Here, defendant submitted his opposition papers to the trial court by fax. However, pursuant to local rule, the El Dorado County Superior Court “does not accept fax filing ․ for family law restraining orders.” (Super. Ct. El Dorado County, Local Rules, rule 4.00.09.) Thus, defendant's submissions failed to comply with the local rules, and, accordingly, it would not have been improper for the trial court to decline to consider defendant's opposition papers.
C. Harmless Error
In any event, we conclude that any error in failing to consider defendant's opposition papers was harmless. “Before any judgment can be reversed for ordinary error, it must appear that the error complained of ‘has resulted in a miscarriage of justice.’ (Cal. Const., art. VI, § 13.) Reversal is justified ‘only when the court, “after an examination of the entire cause, including the evidence,” is of the “opinion” that it is reasonably probable that a result more favorable to the appealing party would have been reached in the absence of the error.’ (People v. Watson (1956) 46 Cal.2d 818, 836 [299 P.2d 243]; see 6 Witkin & Epstein, Cal.Criminal Law (3d ed. 2000) Reversible Error, § 7, p. 450.) A reasonable probability for these purposes does not mean an absolute probability; the likelihood that the error affected the outcome need not be greater than the likelihood that it did not. (College Hospital Inc. v. Superior Court (1994) 8 Cal.4th 704, 715 [34 Cal.Rptr.2d 898, 882 P.2d 894].) The test is satisfied, and prejudice appears, if the case presents ‘an equal balance of reasonable probabilities.’ (People v. Watson, supra, 46 Cal.2d at p. 837.)” (In re J.S. (2011) 196 Cal.App.4th 1069, 1078–1079.)
In his papers, defendant acknowledged that he continued to contact the plaintiff until he “gave up for good on August 9, 2013, when [he] got a call from an El Dorado sheriff.” This was one week prior to the date on which the plaintiff requested a restraining order. Defendant denied that he stole a copy of the plaintiff's house key. However, he did not deny frequently contacting the plaintiff by mail, email, text message, telephone, and other means after plaintiff told him not to contact her, although he characterized his messages as “non-threatening.” Even if the allegations of threats and/or violence were not considered, these unilateral, unwanted and harassing contacts supported the issuance of the domestic violence restraining order.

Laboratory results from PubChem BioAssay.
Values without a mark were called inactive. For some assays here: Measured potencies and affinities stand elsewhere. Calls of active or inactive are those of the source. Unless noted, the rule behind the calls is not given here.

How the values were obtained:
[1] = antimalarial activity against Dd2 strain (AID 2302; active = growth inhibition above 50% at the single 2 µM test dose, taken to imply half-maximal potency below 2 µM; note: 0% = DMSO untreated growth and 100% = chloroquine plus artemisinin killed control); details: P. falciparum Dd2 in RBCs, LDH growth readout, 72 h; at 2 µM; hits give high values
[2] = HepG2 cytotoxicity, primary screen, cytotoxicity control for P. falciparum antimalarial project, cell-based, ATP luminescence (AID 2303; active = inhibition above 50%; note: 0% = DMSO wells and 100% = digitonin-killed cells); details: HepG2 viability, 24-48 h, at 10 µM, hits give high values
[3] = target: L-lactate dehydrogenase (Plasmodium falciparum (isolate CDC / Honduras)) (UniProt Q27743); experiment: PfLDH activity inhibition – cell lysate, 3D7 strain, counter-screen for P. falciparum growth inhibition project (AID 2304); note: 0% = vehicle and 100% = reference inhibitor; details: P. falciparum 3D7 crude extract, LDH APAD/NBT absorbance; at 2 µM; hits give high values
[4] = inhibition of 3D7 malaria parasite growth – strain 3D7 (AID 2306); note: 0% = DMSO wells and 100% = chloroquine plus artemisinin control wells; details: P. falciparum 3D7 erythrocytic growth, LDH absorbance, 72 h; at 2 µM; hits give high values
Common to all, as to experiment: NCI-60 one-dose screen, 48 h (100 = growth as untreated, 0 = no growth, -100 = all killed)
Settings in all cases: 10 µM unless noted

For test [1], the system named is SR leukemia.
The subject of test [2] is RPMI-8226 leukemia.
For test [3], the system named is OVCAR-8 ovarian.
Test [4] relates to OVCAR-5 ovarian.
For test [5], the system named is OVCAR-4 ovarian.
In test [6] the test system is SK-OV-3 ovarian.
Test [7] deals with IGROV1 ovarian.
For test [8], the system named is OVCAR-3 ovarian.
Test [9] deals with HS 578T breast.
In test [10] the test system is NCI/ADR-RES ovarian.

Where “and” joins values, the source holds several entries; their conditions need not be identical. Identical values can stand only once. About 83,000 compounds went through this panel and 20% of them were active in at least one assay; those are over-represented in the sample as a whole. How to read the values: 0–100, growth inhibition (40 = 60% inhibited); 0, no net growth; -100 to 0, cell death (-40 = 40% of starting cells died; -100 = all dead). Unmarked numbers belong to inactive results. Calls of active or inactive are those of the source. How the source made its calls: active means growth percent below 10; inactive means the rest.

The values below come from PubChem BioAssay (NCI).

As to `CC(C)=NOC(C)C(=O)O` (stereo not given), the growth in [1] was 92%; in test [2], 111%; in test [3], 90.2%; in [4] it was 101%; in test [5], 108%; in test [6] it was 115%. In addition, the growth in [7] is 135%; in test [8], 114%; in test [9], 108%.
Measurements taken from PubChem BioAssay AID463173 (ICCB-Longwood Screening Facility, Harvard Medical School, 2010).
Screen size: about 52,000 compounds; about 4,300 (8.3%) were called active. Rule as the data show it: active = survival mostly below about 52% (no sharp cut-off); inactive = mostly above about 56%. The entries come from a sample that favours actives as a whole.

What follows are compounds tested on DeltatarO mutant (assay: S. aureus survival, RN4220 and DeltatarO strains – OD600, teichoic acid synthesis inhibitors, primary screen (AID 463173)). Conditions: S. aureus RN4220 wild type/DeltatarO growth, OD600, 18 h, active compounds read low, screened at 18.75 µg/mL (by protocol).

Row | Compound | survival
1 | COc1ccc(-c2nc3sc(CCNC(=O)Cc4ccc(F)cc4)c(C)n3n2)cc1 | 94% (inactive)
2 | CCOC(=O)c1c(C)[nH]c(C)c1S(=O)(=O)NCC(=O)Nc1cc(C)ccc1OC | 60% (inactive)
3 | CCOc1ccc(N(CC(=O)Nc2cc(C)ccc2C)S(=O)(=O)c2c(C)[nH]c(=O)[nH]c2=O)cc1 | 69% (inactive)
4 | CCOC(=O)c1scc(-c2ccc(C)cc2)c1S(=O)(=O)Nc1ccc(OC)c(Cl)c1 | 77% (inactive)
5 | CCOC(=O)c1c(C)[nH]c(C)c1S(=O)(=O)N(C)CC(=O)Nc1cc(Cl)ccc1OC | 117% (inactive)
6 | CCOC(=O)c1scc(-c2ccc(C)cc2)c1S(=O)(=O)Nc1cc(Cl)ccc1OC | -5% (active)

Based on the foregoing, we conclude that there is no reasonable probability that, if the court had considered defendant's opposition papers, it would have reached a result more favorable to him. Accordingly, any error in failing or declining to consider defendant's opposition papers was harmless.
The court's issuance of a three-year restraining order is affirmed, and plaintiff shall recover her costs on appeal. (Cal. Rules of Court, rule 8.278(a)(1), (2).)
1. Further undesignated statutory references are to the Family Code.
2. The plaintiff filed a motion requesting that this court take judicial notice of the fact that, on September 8, 2014 (after this appeal commenced), defendant filed a change of address with this court, changing his address from Abilene, Texas, to Glendale, California. However, “[r]eviewing courts generally do not take judicial notice of evidence not presented to the trial court. Rather, normally ‘when reviewing the correctness of a trial court's judgment, an appellate court will consider only matters which were part of the record at the time the judgment was entered.’ “ (Vons Companies, Inc. v. Seabest Foods, Inc. (1996) 14 Cal.4th 434, 444, fn. 3, quoting Reserve Insurance Co. v. Pisciotta (1982) 30 Cal.3d 800, 813.) Moreover, there is no need to notice the matter that is the subject of plaintiff's motion because defendant waived his jurisdictional claim by not properly moving to quash. Accordingly, we deny plaintiff's motion for judicial notice.
3. The Reporter's Transcript spells the Burgens' last name as “Bergen.”
4. Plaintiff testified concerning specific indictors demonstrating that the account was accessed from other addresses, presumably by defendant, and she provided affidavits from the Burgens and a map which was submitted in connection with her contentions in this regard. However, these submissions do not appear in the record on appeal.
5. Plaintiff also testified concerning the reasons she requested that the restraining order protect her two named nieces.
6. With the court's permission, the plaintiff read the substance of additional emails defendant sent her into the record. The actual emails were not admitted into evidence, but the substance of these emails is not strictly relevant to the issues presented on this appeal.
We concur: NICHOLSON, Acting P.J. HOCH, J.